The Real Story Of How I Sold Two Startups, The Chaos Afterwards, And What’s Next

alex christmas

Today we’re starting a series of more personal stories, looking at what makes interesting people in health care tick. Alex Carmichael is a rare multiple time CEO in health technology, and she has a very interesting tale to tell–Matthew Holt

Don’t worry, this isn’t your typical, syrupy founder story. Matthew asked me to share my experience selling my startup CureTogether to 23andMe, what ensued after that, and how I ended up at uBiome today.

So I thought, if I’m going to share, I might as well *really* share. Let you in behind the scenes to see what it was actually like.

(Bonus: at the end I’ve listed my top 11 life lessons, so make sure you read all the way through for that!)

The story starts…

October 1, 1976: I came into the world in Toronto, Canada, with striking violet eyes. My lawyer/politician mother and management consultant father gave me the name Alexandra, which means “leader of all mankind,” as they often reminded me. Talk about a family having high expectations!

Childhood: I remember loving to read and walk my dogs, who were probably my best friends. I went to a progressive Montessori school with an amazing teacher who believed in me and taught me the power of patience.

Teenage years: The “best” school in Toronto was a repressive and aggressive all-girls private school. My insane work ethic was drilled into me there, as well as at my mom’s political campaign offices, where I would work after school until late into the night.

College years: I met my first love, Danny, in a biochemistry lab at the University of Toronto. I chose the most difficult major (Molecular Genetics and Molecular Biology), because it would drive me hardest. Masochist much?

First startup, 1999: I dropped out of grad school, much to the horror of my extremely educated parents, to join a bioinformatics software company Danny had started in his bedroom in 1997. I taught myself how to code, design, sell, and run a company. We worked so much that we hardly left our apartment, except to get married, have a baby, and occasionally go to Tai Chi class. We lost most of our money in the dot com bust, and scraped by on rice and beans for a few years. It was so isolating and intense that I got really depressed and even suicidal once.

First exit, and move to California, 2005: We were seriously running out of money, so one day I made a big wall chart of all the possible companies that could acquire us, and we started going after each one relentlessly. After a few months, we got a meeting with Hitachi. They were interested, but didn’t seal the deal until we decided to put our stuff in storage and just show up in California, baby daughter Samantha in tow. One way or another, we were determined to make it work. They did end up acquiring us, for a few hundred thousand dollars. Not much for 8 years of invested time and energy, but really we just wanted to get to California, where the sun shines and the opportunity abounds. We finally made it!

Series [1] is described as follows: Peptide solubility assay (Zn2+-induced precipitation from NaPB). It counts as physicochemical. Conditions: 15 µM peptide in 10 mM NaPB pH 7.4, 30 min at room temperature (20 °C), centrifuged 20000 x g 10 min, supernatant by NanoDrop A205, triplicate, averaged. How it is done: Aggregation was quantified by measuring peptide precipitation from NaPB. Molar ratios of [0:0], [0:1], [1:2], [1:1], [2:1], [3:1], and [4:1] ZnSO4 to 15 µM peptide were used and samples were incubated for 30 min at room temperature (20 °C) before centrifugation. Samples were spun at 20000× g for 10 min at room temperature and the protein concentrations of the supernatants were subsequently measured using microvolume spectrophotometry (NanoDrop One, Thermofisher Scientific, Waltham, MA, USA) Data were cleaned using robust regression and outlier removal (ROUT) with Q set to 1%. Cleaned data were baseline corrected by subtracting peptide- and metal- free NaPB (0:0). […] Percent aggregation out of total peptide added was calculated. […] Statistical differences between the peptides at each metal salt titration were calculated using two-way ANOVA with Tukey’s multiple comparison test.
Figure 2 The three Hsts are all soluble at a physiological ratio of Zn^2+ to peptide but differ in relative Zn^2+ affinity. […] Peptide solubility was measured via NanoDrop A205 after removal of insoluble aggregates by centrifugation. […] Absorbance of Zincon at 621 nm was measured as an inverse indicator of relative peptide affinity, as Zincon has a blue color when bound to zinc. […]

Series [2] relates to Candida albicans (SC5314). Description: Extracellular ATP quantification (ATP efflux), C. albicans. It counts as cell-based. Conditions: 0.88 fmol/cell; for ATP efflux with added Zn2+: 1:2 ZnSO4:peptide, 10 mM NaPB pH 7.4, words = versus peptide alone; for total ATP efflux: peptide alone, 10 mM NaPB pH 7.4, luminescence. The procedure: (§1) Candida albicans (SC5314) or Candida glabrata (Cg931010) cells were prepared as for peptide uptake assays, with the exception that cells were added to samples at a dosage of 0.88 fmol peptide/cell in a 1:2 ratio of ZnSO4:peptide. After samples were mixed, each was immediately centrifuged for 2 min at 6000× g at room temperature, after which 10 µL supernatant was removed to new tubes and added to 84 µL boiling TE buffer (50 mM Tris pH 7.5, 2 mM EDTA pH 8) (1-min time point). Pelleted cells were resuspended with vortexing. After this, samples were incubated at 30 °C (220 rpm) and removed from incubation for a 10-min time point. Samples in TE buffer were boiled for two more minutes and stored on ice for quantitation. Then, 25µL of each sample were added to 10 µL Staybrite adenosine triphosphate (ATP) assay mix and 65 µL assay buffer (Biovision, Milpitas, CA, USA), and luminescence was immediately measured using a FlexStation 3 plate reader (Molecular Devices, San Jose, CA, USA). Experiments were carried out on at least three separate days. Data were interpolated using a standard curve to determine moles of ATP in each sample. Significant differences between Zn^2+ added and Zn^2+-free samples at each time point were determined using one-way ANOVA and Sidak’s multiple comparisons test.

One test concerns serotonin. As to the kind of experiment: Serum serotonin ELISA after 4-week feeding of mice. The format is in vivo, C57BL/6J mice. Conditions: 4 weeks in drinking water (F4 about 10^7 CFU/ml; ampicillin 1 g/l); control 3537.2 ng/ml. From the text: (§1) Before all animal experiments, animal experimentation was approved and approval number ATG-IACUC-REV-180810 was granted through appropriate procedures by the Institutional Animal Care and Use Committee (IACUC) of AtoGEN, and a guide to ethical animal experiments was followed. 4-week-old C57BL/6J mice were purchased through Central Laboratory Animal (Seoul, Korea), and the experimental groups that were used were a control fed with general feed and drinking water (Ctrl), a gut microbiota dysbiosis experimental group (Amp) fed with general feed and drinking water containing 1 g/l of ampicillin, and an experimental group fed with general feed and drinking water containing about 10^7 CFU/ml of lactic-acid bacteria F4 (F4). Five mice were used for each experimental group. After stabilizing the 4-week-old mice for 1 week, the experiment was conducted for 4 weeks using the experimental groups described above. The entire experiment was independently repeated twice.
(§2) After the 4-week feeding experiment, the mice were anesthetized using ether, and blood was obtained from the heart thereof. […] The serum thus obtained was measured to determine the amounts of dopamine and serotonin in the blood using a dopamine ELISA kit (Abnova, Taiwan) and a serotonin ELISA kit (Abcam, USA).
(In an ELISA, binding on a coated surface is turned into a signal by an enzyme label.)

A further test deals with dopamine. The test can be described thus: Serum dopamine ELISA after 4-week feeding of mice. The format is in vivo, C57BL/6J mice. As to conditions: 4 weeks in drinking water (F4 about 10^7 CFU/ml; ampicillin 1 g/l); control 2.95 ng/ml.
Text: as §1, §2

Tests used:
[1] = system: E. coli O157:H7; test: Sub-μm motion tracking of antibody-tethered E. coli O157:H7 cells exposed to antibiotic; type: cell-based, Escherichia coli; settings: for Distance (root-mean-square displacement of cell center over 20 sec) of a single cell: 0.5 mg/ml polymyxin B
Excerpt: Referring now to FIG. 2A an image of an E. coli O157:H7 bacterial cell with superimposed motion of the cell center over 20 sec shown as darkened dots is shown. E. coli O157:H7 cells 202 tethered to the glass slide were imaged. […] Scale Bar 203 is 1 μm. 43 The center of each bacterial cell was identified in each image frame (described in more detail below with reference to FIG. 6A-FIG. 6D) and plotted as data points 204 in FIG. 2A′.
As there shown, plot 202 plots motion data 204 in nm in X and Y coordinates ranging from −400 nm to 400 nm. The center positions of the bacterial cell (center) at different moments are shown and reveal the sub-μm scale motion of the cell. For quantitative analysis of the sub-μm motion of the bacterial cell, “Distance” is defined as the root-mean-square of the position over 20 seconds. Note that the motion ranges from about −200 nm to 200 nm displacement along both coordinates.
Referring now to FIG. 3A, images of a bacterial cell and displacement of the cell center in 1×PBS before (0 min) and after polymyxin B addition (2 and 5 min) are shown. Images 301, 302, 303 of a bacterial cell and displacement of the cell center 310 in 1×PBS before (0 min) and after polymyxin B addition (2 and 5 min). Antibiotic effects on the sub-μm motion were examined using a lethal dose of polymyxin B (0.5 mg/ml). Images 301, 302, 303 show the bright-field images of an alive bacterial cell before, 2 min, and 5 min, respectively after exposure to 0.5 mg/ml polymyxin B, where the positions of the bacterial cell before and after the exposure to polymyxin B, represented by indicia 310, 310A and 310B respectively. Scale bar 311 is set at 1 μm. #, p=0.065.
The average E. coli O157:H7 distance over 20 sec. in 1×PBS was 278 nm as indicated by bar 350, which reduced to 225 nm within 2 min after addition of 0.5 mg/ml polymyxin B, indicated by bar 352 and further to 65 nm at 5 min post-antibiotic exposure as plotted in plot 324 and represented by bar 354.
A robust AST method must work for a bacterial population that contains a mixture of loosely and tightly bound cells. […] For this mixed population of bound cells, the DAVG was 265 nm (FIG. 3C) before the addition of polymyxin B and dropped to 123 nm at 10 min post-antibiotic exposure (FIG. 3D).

Baby #2 Megan arrives, 2006: The next two years were spent with Danny working at Hitachi and me fighting post-partum depression with two little ones around. I was tandem nursing too, which actually let me have a moment’s rest – a baby on one breast and a toddler on the other. The sweetest moments were when they would both nurse and hold hands with each other. The roughest were when I would be carrying one child in a sling, another on my back, and two heavy grocery bags in each hand. We would all come home crying.

CureTogether started, 2008: I pulled myself out of depression by starting my mind working again. Having suffered from chronic pain and mood issues myself, I wanted to use my pain to understand and help others. Danny left Hitachi and we started a website for patients to share treatment ideas and ratings with each other for over 500 medical conditions. People wrote in to say we had saved their lives. I pushed my comfort zone and went on a CureTogether speaking tour in 2009, then we sold all our stuff in California and spent the winter in Hawaii. During this time I was also Director of Quantified Self, helping that movement grow to 92 cities worldwide, with two international conferences. It was a busy, engaging time, and I loved meeting so many amazing people.

Second exit, and divorce, 2012: When Anne from 23andMe approached us about acquiring CureTogether, we were ready to pass it on, and excited about it being part of such an impactful larger company. And they gave us an offer we couldn’t refuse, about an order of magnitude more than our last exit! That same year, we went through a divorce. Maybe the stress of two startups in two countries with two small kids was just too much.